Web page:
The Irish winning 23 of the 28 races came as no surprise. Irish racing over the past 2 decades has been top draw, fiercely competitive at all levels and horses never stop delivering excellent finishes. Their trainers and jockeys consistently give great informative interviews to the media.

The prize money is far better in Ireland and Graded (top class) happens Sunday to Saturday unlike in the UK where such races occur mainly on Saturdays.

Throughout the season the Irish raiders have cleaned up on some of the big handicaps on UK soil. No doubt an Irish horse will start favourite for the Grand National despite English trained Cloth Cap currently holding that lofty tag.

Even one of those British wins was rather hollow this week given Galvin was only running under an UK tag because his real trainer, Gordon Elliott, received a 1 year suspension just days earlier for sitting on dead horse while posing with his phone.

Despite Elliott’s ban some his horses manage to do well under the names of other trainers knowing full well he will return to the stables. This did leave a bad taste in some punters mouth.

But Rachael Blackmore is just something else. Like I side 2 years ago about her rise to the top of the Irish jockey circuit ‘let’s just be lucky to have her and enjoy her success”.

Blackmore has this knack having the horse she is riding in the right place and with a winning chance. She is tough and uncompromising when fighting for a good position in the races. Her male colleagues know that any little gamesmanship from them in the race would not ruffle her.

It is really tricky to pick out which of Blackmore’s 6 wins was her best because they were all super smartly judged rides. Her victory on Honeysuckle (Champion Hurdle) has to get a mention and the mare remains unbeaten and a people’s favourite.

But her ride on Allaho to win the Ryan Air Chase was breathtaking given the speed that horse was going over the last 5 fences. Even Allaho’s trainer Willie Mullins (top trainer at the Festival) was taken aback by the horse’s performance.

Full marks to the media who placed a tiny camera on jockey Harry Cobden in the Ballymore and we were able to see Blackmore on Bob Olinger just crept up next to Cobden and find 3 extra gears and just whoosh away Bob Olinger flew.

 

Blackmore’s main trainer Henry de Bromhead also had remarkable Festival winning 6 races and achieving the rare feat of triumphing in 3 of the big championship races of the meet (Champion Hurdle, Champion Chase, and blue riband Gold Cup with Minella Indo).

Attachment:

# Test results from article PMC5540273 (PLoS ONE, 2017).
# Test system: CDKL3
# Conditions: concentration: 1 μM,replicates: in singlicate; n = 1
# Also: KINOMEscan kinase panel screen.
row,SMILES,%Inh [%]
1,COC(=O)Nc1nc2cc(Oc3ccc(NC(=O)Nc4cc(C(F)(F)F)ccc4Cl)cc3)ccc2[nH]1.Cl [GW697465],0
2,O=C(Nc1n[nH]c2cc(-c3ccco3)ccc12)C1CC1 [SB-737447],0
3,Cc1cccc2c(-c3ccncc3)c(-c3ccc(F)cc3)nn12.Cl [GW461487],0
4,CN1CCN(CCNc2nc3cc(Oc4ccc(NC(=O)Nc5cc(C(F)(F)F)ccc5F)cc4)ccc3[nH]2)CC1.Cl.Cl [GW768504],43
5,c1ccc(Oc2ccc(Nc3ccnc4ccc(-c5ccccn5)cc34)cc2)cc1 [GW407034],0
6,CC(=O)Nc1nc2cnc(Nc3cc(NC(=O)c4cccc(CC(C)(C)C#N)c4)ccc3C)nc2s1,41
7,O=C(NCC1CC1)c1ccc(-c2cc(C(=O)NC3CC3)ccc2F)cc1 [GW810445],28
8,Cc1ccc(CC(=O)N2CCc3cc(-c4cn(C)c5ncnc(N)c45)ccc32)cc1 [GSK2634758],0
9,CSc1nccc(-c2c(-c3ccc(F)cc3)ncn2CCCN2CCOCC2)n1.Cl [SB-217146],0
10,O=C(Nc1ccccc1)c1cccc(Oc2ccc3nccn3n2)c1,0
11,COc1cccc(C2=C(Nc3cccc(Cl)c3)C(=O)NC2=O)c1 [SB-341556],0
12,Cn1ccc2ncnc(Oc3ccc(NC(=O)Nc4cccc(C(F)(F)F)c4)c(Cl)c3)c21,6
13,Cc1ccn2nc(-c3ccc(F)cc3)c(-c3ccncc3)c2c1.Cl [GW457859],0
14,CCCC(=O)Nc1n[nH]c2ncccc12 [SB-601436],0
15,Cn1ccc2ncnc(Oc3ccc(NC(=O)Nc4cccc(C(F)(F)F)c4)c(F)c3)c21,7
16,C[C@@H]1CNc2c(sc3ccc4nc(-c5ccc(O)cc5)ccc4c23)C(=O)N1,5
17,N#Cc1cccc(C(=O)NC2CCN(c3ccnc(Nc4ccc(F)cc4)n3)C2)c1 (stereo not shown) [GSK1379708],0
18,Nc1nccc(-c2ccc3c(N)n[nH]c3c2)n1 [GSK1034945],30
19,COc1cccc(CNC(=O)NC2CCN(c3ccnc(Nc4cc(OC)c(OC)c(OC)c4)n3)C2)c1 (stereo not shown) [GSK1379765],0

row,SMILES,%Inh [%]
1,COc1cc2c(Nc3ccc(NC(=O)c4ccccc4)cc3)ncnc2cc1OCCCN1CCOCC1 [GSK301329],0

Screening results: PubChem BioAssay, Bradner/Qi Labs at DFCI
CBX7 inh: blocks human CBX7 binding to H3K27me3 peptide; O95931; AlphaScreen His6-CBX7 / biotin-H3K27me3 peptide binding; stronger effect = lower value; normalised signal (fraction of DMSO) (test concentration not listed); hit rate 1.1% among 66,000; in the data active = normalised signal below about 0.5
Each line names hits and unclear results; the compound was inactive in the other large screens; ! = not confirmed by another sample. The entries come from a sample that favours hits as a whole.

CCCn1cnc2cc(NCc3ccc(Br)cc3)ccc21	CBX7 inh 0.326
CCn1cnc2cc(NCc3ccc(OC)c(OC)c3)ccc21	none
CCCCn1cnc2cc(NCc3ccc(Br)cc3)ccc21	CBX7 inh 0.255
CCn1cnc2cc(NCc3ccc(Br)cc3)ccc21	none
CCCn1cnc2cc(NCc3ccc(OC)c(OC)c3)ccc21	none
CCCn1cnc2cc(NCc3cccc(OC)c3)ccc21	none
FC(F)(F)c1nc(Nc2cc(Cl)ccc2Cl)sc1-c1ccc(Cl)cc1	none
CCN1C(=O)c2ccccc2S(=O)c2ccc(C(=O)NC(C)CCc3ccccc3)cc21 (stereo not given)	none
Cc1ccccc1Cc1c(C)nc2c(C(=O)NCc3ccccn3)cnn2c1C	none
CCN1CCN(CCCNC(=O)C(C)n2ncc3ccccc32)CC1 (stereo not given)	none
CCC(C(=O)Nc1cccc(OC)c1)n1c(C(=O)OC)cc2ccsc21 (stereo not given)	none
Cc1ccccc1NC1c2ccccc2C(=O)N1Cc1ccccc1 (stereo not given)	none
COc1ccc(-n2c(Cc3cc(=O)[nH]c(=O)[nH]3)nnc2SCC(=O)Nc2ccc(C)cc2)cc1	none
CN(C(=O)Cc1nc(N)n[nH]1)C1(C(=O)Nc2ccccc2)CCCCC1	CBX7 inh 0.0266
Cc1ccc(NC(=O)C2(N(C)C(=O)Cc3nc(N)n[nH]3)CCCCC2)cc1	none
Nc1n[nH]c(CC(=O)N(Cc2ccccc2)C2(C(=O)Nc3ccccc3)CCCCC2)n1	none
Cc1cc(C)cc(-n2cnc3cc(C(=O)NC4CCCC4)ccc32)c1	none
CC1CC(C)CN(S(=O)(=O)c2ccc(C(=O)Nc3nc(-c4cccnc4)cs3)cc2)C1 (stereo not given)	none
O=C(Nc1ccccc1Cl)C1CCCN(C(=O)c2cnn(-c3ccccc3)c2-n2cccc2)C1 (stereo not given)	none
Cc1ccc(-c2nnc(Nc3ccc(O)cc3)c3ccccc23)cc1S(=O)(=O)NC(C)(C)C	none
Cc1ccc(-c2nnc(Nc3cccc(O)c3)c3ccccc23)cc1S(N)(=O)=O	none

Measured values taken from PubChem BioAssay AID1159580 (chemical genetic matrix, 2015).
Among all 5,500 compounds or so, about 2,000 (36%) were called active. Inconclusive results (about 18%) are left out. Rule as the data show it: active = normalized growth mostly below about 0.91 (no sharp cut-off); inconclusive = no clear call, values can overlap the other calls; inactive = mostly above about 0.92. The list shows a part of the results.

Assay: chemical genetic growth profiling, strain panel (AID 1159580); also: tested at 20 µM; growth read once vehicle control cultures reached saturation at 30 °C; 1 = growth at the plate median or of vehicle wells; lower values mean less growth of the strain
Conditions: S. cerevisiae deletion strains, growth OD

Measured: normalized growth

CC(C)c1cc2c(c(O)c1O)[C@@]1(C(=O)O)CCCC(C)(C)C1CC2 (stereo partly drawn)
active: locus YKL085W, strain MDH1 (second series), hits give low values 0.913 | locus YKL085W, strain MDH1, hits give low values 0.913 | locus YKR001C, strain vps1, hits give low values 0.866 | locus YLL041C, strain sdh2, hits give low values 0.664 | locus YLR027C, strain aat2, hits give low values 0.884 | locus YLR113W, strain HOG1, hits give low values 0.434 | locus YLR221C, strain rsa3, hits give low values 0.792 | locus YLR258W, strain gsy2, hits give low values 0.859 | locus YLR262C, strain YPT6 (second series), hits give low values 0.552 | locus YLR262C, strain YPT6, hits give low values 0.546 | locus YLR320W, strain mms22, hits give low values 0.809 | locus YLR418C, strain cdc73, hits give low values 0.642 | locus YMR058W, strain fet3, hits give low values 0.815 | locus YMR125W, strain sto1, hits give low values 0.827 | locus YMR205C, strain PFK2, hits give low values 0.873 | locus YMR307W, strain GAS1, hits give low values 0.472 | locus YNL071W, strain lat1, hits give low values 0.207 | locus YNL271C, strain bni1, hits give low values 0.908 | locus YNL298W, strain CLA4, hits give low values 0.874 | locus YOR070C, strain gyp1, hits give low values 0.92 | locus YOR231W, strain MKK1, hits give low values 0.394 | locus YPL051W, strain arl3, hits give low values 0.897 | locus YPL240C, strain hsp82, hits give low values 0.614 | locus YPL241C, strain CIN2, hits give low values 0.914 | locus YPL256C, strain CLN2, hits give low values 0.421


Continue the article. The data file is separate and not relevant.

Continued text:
Blackmore jumped off Minella Indo to ride the other de Bromhead horse, A Plus Tard and came a close 2nd. The scary thing is that de Bromhead  still has Monalee at home still to come into the reckoning for the 2022 Gold Cup.

Delighted to see trainer Sue Smith won a big handicap with the timeless Vintage Clouds. A win for the North whose record at Cheltenham is never great.

Predicting winners or placed runners at the Cheltenham Festival is near on impossible. But I do like to put my wits down for the big meets and to my surprise I did pick 16 winners and 6 runners up including the 1-2 in the Gold Cup.

Easy-peasy it may seem but studying Irish form in real time meant to me for Cheltenham have one simply strategy – avoid English trained horses.

I even managed to select Joe Kidder in the Fred Winter who won at a staggering 80/1, odds that baffled me given trainer Noel Meade was up to something with winning pilot Sean Flanagan, who literally flew into Cheltenham from Ireland under his new pilot licence.

The Gold Cup won by Minella Indo, under a spare ride for Jack Kennedy, was just a terrific race. The riding was superb. The runner up, A Plus Tard, under Blackmore did not jump as well as expected but fought relentless to try and reel in the winner.  Kennedy and Blackmore were just exceptional throughout the 4 days and it was fitting that they fought out the Gold Cup.

Despite winning 6 races Blackmore must thinking what could have been had she stayed on Minella Indo. But you have to say Kennedy looked so smooth and relaxed on Indo from word go.

2 Cheltenham Festivals ago Kennedy, on a hot favourite (trained by Gordon Elliott) chased home Blackmore who won with Minella Indo at 50/ in the Albert Bartlett.  [3rd was the aforementioned Allaho]